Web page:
I have admired Rumsfeld. He seemed intelligently clear in his press briefings and was able to use humor appropriately. Yet many in the military were scathingly critical of him and pushed for his resignation. He was deemed to squelch criticism and dissent, and ignore basic principles of war in spite of warnings. It was my curiosity to understand this disconnect that made me anxious to read his memoir Known and Unknown.
I realize that such a publication shows the writer’s viewpoint and many will deem it a whitewash before even reading it. Churchill was quoted “History will be kind to me for I intend to write it.” Rumsfeld mused over many of his own mistakes, but was direct in addressing shortcomings in the handling of the Iraq war.
At the center of the problem was friction between the State Department under Colin Powell and Rumsfeld’s Department of Defense(DoD). When Paul Bremer was appointed as CPA (Coalition Provisional Authority- Rumsfeld thoughtfully included a list of acronyms at the end) in Iraq after the initial military campaign ended, he was supposed to be under the DoD, yet he communicated more directly with Rice and felt he had direct access to the president without going through his immediate supervisor which on paper was Rumsfeld. He issued articles in the WSJ and made numerous statements without clearance from Rumsfeld, and often in opposition to the policies as Rumsfeld understood them. When Rumsfeld pushed to have him report to state rather than DoD he was rebuffed.
The military felt less inclined or qualified to build institutions, schools and other sorts of infrastructure that distracted from the intense focus required of combat operations. General Franks and others felt other departments would handle this better.
Rumsfeld felt that Condoleeza Rice’s background in academics with very little practical government experience was a handicap. Rumsfeld, in contrast, had experience in government going back to the sixties. He was the youngest Secretary of Defense under Ford and the oldest under W. Rice felt the need to bridge differences rather than highlight them. Her intense loyalty to the president may have shielded him from debates and points that Rumsfeld felt he should have heard.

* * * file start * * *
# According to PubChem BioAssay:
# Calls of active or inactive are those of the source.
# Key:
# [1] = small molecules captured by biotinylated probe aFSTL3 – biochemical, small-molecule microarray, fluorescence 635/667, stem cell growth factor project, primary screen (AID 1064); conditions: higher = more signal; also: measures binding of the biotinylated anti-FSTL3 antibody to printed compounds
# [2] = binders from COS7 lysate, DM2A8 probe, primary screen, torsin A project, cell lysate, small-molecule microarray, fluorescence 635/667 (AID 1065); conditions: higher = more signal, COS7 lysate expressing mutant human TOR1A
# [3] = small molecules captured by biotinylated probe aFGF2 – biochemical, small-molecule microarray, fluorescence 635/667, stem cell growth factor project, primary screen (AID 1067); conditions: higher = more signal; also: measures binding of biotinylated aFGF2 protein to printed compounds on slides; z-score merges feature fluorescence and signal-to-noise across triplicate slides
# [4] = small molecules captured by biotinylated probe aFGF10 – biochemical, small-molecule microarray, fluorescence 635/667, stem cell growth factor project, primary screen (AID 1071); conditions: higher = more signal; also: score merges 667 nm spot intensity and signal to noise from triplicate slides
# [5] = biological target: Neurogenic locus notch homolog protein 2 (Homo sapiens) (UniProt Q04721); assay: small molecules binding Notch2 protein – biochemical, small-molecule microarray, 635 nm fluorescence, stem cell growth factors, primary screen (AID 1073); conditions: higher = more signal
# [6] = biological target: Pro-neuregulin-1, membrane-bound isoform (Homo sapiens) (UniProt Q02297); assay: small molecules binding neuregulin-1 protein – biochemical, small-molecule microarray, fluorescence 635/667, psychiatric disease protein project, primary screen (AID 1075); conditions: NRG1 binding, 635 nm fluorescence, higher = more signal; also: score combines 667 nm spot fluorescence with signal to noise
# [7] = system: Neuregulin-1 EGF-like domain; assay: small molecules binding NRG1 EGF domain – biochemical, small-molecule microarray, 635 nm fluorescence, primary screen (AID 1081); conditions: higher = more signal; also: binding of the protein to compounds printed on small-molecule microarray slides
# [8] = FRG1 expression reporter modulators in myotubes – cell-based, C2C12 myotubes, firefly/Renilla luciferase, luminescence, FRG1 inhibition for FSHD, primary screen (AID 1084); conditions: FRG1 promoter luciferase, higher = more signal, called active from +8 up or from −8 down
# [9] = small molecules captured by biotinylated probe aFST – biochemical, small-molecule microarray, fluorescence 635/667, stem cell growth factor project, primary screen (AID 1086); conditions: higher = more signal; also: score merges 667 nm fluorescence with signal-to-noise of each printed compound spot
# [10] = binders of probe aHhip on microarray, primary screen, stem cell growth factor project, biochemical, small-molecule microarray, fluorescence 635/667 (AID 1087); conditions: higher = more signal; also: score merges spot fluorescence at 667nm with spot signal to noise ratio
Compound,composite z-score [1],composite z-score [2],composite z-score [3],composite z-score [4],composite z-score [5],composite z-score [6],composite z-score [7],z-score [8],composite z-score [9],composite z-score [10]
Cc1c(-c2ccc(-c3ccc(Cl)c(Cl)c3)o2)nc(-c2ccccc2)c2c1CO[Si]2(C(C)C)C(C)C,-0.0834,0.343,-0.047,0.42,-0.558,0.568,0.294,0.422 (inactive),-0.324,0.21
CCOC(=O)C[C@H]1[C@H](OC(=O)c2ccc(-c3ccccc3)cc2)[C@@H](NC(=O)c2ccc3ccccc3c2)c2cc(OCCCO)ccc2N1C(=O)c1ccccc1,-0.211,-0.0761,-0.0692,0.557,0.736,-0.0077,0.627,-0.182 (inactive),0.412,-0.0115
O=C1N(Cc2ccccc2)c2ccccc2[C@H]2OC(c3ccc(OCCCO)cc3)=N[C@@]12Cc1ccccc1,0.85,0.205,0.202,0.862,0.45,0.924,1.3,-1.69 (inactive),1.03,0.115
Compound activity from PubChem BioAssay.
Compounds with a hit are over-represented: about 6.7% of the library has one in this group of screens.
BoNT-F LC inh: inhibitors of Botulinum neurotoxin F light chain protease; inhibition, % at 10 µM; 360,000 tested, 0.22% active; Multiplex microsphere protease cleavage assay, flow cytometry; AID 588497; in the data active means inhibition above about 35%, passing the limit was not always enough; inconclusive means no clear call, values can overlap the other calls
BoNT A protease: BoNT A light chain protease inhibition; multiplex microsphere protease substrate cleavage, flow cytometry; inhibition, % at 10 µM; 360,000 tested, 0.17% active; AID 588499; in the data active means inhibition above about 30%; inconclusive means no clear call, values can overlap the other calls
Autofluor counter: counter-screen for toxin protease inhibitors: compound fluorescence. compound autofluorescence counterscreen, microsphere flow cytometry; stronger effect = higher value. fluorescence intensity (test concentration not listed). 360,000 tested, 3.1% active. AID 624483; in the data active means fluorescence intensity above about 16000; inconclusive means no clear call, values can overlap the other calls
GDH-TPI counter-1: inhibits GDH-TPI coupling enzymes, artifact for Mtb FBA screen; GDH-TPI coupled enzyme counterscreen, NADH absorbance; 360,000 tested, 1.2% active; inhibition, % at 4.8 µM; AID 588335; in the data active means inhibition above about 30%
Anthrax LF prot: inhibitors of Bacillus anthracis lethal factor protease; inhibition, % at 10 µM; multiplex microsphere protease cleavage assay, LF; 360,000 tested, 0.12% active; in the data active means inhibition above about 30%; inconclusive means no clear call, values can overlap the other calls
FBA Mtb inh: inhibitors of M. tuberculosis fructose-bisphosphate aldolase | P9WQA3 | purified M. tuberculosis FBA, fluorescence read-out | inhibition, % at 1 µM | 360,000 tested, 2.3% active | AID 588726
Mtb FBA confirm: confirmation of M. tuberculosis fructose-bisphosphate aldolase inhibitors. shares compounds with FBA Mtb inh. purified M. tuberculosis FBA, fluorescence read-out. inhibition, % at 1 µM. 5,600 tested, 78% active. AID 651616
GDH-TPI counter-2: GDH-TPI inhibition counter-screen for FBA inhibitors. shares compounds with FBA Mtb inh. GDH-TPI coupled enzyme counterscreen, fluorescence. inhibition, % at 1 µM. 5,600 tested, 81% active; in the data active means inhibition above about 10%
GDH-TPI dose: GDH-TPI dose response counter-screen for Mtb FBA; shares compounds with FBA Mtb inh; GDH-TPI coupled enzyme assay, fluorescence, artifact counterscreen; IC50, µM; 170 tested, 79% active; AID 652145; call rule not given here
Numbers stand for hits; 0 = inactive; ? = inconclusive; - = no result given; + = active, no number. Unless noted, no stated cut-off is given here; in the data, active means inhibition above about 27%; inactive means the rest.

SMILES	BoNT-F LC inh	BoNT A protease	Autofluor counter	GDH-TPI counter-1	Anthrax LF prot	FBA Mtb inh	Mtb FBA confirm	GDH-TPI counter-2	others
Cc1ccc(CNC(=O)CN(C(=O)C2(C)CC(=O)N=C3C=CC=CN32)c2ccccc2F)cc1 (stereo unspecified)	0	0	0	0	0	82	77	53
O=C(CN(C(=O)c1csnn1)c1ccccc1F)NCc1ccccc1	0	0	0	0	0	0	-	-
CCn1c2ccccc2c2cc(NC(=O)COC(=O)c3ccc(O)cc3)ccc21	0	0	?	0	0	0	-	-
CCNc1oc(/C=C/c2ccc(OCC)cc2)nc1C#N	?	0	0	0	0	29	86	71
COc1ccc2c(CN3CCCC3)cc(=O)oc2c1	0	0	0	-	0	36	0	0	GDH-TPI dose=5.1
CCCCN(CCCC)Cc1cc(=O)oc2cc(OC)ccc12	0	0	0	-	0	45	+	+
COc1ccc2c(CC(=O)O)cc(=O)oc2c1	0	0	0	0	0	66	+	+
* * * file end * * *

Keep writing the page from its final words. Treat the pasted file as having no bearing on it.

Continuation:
And there were repeated instances of major intelligence failures; beyond just the missing WMDs. The infrastructure in Iraq, for example, was in much worse shape that they expected.
Yet Rumsfeld did not doubt or question the capability or commitment of any of his colleagues. Bush had secured some very experienced and capable department heads, but Bush ultimately had to manage them and coordinate their missions and address their disagreements. It appears that too many critical differences were left to linger and take care of themselves.
Harmful leaks to the press were not addressed. And the press itself just got so much plainly wrong; many of these misinformed stories had serious consequences. Foremost was the story about the abuse of the Koran by flushing it down the toilet at Guantanamo. The source recanted his story, but not until Time Magazine made it the focus of the demonization of the prison facility.
Rumsfeld memoir is extraordinarily well documented. It would serve as an excellent case study in executive management, and it does an excellent job of documenting the complexities of the administration. For those who are trying to get an accurate picture of the facts and problems we encountered in the Iraq misadventure, beyond the mindless demonization of the media and pundits, you may not find all the answers in this volume; but you will find Rumsfeld’s front line perspective to be an essential piece.